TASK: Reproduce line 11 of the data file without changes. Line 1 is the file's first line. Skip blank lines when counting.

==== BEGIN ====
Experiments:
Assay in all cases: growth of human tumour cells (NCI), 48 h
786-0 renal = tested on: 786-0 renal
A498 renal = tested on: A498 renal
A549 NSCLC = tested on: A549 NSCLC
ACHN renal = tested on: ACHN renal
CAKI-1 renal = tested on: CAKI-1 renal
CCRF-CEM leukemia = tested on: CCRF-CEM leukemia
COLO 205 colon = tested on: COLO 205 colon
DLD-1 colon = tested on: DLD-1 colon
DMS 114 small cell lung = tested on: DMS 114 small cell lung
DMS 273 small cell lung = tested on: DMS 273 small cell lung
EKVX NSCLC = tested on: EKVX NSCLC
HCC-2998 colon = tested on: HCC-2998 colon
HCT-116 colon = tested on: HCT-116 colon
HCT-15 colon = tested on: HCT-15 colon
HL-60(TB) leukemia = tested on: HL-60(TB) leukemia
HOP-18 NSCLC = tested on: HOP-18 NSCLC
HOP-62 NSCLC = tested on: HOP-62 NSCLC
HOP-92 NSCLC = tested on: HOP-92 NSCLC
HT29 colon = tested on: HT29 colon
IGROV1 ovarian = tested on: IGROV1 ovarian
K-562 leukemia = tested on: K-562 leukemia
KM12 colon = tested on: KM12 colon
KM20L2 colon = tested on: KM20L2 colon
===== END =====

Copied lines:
DMS 114 small cell lung = tested on: DMS 114 small cell lung